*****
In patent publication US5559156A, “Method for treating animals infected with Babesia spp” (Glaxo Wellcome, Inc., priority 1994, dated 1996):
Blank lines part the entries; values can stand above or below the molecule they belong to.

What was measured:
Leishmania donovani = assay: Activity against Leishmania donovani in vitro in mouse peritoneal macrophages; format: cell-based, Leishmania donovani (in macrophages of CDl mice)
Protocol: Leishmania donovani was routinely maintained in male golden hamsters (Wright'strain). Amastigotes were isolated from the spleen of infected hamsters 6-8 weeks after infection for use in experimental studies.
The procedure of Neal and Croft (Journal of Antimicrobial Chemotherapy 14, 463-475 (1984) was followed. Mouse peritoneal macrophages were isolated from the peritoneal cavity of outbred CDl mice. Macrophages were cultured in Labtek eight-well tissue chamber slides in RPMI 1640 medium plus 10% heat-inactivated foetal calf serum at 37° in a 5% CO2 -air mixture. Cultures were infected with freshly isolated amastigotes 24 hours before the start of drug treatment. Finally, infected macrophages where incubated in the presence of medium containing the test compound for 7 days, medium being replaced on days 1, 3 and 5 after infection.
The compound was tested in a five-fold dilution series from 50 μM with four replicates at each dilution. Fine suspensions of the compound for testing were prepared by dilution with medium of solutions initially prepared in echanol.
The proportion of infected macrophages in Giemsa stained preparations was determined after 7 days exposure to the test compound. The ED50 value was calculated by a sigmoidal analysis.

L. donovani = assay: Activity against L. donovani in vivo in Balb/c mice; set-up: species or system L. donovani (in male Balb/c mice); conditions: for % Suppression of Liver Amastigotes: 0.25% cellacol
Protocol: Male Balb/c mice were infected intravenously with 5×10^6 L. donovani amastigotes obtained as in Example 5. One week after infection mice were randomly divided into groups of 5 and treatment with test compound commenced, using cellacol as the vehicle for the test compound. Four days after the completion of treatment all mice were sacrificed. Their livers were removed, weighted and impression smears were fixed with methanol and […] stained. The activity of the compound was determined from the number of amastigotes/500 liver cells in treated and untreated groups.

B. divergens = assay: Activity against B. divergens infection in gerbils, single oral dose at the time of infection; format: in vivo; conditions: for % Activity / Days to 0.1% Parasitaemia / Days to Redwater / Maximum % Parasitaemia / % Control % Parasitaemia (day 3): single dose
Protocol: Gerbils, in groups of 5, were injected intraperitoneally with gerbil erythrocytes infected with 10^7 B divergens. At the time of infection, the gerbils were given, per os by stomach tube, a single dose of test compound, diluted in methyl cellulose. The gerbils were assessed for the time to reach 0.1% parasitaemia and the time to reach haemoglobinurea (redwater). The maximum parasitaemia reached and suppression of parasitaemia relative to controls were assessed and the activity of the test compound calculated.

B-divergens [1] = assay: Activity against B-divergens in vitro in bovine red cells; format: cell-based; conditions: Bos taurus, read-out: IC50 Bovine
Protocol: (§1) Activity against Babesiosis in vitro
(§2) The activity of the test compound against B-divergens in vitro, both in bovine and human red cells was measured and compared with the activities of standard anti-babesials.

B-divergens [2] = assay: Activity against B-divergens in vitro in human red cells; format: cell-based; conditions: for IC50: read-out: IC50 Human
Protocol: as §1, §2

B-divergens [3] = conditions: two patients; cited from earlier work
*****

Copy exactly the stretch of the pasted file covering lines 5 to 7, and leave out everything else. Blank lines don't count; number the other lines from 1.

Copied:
Protocol: Leishmania donovani was routinely maintained in male golden hamsters (Wright'strain). Amastigotes were isolated from the spleen of infected hamsters 6-8 weeks after infection for use in experimental studies.
The procedure of Neal and Croft (Journal of Antimicrobial Chemotherapy 14, 463-475 (1984) was followed. Mouse peritoneal macrophages were isolated from the peritoneal cavity of outbred CDl mice. Macrophages were cultured in Labtek eight-well tissue chamber slides in RPMI 1640 medium plus 10% heat-inactivated foetal calf serum at 37° in a 5% CO2 -air mixture. Cultures were infected with freshly isolated amastigotes 24 hours before the start of drug treatment. Finally, infected macrophages where incubated in the presence of medium containing the test compound for 7 days, medium being replaced on days 1, 3 and 5 after infection.
The compound was tested in a five-fold dilution series from 50 μM with four replicates at each dilution. Fine suspensions of the compound for testing were prepared by dilution with medium of solutions initially prepared in echanol.